The problem I wanted to raise here is that the driving force (i.e., motive) behind much of parallel-o-mania does not allow for these kinds of questions to be asked. The parallel exists because we have the same truths that God revealed in previous dispensations. The similarities are the per chance fortune of these other traditions. In other words, they happened to hang on to them throughout the Great Apostacy. These are the assumptions going into the comparative enterprise, so methodologically they are ruled out as questions to pose.

    My intent is not to say that comparative work should not be done. Nor that parallels should be ignored or not taken into account (more on this in another comment), when doing comparative work. Rather, that our motives for comparative work should be made clear, and we should understand the implications of them. They undoubtedly effect the material we choose to work with, and the method we employ in interpreting them. Parallel-o-mania, as pointed out in the post, is not a “bad” thing in and of it self. As long as one realizes the downsides of it (as pointed out in the post), and is prepared to cope with those downside, then engage in it. Personally, however, I find these as rather difficult downsides to overcome.

  13. smallaxe

    Now that i’ve read more of the post to which you are referring, I think you make a good point about taking a tradition on its own terms, and not trying to see it through our lens. That should definitely be the foundation of all academic inquiry. Nevertheless, that need not exclude the kind of comparison the author of the post was trying to make. As long as we try to understand a tradition on its own ground first, what’s wrong with noticing and exploring seeming parallels, as long as relevant evidence is thoroughly explored, and opposing arguments are dealt with, etc. etc.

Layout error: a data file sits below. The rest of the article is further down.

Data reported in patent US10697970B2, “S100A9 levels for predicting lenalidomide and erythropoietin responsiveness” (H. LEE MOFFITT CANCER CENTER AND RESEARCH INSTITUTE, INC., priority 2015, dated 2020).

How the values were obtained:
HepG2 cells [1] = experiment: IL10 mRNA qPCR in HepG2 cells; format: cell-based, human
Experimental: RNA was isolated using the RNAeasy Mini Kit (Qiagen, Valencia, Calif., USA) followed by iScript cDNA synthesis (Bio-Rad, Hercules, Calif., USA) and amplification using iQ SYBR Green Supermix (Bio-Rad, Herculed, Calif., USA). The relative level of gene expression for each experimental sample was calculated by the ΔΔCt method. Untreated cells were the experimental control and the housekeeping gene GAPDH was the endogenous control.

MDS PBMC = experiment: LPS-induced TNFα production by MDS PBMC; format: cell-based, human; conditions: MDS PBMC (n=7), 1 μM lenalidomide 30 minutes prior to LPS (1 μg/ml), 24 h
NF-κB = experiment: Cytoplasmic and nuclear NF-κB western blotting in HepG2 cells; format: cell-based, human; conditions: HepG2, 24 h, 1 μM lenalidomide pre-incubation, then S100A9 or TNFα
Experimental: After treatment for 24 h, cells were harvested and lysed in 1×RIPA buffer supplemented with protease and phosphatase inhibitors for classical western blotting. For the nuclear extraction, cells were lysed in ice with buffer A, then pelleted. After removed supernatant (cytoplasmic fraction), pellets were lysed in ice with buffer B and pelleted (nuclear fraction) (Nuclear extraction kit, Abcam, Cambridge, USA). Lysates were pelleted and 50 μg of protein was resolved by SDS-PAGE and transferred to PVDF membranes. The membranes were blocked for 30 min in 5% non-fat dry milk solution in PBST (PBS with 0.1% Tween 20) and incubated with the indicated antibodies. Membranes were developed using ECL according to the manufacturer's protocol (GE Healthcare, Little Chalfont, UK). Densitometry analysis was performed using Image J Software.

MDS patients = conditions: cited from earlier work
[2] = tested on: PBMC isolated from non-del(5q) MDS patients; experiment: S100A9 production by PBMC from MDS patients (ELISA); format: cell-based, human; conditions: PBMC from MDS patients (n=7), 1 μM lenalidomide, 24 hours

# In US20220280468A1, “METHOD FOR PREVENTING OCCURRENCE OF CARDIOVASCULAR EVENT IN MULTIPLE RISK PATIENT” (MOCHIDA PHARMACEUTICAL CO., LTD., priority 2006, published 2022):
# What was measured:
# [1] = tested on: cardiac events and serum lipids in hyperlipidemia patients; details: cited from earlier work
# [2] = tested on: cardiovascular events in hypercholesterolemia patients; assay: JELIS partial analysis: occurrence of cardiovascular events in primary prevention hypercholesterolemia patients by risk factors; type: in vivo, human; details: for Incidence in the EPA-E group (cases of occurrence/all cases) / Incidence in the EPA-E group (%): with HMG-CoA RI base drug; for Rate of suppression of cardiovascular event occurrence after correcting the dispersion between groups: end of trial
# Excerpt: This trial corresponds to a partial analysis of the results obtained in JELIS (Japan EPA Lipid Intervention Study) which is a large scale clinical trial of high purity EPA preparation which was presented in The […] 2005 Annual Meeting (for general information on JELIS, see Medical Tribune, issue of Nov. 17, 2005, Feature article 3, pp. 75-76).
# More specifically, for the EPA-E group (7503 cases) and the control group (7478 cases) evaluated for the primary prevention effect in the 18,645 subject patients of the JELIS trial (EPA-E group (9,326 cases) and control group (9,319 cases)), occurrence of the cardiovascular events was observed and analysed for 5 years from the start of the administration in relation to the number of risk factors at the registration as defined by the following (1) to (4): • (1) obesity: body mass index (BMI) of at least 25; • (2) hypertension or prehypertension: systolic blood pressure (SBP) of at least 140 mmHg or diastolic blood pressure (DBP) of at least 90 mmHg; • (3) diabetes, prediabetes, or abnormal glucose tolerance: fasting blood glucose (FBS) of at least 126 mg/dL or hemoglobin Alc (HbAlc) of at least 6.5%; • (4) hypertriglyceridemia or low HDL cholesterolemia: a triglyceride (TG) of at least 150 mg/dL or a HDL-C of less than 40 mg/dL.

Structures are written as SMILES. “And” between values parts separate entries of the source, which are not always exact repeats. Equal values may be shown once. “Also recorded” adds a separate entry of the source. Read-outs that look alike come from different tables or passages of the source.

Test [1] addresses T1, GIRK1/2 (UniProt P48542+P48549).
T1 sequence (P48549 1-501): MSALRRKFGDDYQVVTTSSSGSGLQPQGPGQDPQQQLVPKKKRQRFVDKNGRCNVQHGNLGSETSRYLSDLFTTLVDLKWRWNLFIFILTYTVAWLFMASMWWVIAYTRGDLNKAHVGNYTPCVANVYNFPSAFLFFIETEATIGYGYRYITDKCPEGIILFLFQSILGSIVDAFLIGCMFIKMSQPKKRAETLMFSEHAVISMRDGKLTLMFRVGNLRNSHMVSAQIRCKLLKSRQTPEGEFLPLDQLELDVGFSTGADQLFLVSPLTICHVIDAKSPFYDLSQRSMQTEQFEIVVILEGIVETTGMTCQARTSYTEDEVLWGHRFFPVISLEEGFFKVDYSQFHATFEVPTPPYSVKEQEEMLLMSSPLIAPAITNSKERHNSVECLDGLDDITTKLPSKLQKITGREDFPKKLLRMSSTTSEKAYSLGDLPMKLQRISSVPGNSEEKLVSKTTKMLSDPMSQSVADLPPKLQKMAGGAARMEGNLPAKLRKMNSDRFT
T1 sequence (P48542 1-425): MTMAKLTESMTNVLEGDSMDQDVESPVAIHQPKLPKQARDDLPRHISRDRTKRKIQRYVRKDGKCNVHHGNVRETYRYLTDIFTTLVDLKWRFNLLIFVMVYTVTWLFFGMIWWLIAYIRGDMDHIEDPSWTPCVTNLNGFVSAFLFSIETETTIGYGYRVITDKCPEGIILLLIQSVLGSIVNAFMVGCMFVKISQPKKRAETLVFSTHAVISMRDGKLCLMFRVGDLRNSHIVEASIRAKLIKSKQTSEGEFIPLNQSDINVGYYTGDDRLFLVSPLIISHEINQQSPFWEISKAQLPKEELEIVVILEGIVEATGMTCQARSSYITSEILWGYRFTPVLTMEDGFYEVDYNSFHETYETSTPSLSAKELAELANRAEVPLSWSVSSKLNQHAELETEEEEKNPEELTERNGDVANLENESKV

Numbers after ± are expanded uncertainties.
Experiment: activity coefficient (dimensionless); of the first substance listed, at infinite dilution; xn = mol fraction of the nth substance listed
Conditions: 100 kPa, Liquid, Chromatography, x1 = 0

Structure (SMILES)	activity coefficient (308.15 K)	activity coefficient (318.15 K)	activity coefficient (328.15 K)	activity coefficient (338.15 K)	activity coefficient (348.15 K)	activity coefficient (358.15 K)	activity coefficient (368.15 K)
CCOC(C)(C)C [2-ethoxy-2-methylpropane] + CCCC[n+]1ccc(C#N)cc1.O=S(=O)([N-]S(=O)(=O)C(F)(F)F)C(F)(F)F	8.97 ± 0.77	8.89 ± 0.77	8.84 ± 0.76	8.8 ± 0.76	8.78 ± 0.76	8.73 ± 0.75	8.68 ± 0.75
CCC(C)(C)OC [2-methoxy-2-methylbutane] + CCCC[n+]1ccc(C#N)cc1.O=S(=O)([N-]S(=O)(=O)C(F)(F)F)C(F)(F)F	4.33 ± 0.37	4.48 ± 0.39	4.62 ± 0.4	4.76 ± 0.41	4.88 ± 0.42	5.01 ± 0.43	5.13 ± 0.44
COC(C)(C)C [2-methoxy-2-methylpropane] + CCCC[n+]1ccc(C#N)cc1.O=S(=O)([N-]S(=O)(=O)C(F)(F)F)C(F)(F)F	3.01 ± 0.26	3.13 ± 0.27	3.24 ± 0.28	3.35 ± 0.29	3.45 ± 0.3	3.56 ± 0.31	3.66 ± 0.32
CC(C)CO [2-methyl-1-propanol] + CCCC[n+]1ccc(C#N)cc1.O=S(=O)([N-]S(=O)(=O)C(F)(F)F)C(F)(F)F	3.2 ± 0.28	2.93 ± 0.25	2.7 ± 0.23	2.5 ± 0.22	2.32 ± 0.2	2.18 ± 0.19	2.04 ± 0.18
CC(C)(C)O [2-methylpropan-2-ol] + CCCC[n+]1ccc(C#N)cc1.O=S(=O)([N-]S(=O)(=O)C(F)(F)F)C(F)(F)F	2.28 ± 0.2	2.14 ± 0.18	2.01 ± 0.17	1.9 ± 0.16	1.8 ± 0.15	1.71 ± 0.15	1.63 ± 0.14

IMO nothing is wrong with that, however I don’t think the author of that post necessarily engaged the issue as you explain it here.

    Are you saying that comparing an element of one tradition to a similar or identical element in another is necessarily taking one or the other tradition out of context?

    Well, yes and no. Complete contextualization is obviously impossible, so to some degree we are always de-contextualizing things. However I think the recognition that we are always de-contextualizing puts a large responsibility on us to re-contextualize, or attempt to understand the context of the thing we are studying to a “realistic degree”; and also realize that our answers are tentative in as much as context is lacking. A realistic degree may depend on what we want to do with the material, as well as other practical concerns in terms of our time, abilities, etc.

    I can understand how having a preconceived notion about why some things are the same is unsound methodolgy, but using that notion as a starting point for inquiry is surely not unsound, is it?

    I think it depends on how “thick” that notion is. If it’s not open to being challenged or reformulated, then I would say that such a starting point is unsound.

  14. smallaxe

    Jondh,

    I suppose I should add that if push comes to shove I see every attempt to understand and interpret as comparative rather than the impossibility of comparison.

  15. smallaxe

    As a wise professor told me not too long ago, “The problem with these parallels is that they never intersect, that is why they are parallel.”

    I take it this professor never heard of Non-Euclidean geometry:

    http://en.wikipedia.org/wiki/Non-Euclidean_geometry

  16. Howard

    SmallAxe,
    Excellent post!

    Would a simplified summary be; a couscous or unconscious bias on the part of the author that results in comparing without contrasting?

  17. I fully admit to having a couscous bias, particularly with some nice harissa ;)

  18. Howard

    Sounds delicious!

  19. smallaxe

    Would a simplified summary be; a couscous or unconscious bias on the part of the author that results in comparing without contrasting?

    This isn’t really about comparing without contrasting. I think most “comparative” accounts either explicitly handle contrasting as well, or at least account for differences (even if the explanation is that they’ve “fallen away from the truth”). It’s more about examining the implications of our biases and working to make our unconscious “biases”, more conscious.